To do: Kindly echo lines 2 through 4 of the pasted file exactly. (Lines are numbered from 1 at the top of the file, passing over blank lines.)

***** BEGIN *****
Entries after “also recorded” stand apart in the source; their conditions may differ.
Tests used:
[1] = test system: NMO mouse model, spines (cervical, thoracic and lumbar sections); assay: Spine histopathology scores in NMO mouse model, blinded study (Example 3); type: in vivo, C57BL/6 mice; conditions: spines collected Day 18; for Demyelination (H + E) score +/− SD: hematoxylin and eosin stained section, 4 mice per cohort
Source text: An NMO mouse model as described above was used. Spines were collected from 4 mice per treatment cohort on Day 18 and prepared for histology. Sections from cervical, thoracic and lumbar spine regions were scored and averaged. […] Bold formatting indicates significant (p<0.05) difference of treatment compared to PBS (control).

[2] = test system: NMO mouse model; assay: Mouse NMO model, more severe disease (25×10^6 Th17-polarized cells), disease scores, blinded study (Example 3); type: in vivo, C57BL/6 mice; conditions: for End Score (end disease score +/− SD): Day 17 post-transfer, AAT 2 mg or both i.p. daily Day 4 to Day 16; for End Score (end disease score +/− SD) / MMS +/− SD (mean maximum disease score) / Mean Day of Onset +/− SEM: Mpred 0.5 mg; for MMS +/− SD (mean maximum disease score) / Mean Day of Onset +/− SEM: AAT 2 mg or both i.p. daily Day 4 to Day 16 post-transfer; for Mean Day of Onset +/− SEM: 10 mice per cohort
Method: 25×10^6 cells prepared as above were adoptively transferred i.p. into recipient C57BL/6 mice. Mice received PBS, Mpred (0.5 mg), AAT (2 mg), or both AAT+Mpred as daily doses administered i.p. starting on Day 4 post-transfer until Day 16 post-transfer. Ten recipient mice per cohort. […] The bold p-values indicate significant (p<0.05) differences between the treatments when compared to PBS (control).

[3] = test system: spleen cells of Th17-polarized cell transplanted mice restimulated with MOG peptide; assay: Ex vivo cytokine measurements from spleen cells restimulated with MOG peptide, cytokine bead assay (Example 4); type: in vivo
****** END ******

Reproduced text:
Tests used:
[1] = test system: NMO mouse model, spines (cervical, thoracic and lumbar sections); assay: Spine histopathology scores in NMO mouse model, blinded study (Example 3); type: in vivo, C57BL/6 mice; conditions: spines collected Day 18; for Demyelination (H + E) score +/− SD: hematoxylin and eosin stained section, 4 mice per cohort
Source text: An NMO mouse model as described above was used. Spines were collected from 4 mice per treatment cohort on Day 18 and prepared for histology. Sections from cervical, thoracic and lumbar spine regions were scored and averaged. […] Bold formatting indicates significant (p<0.05) difference of treatment compared to PBS (control).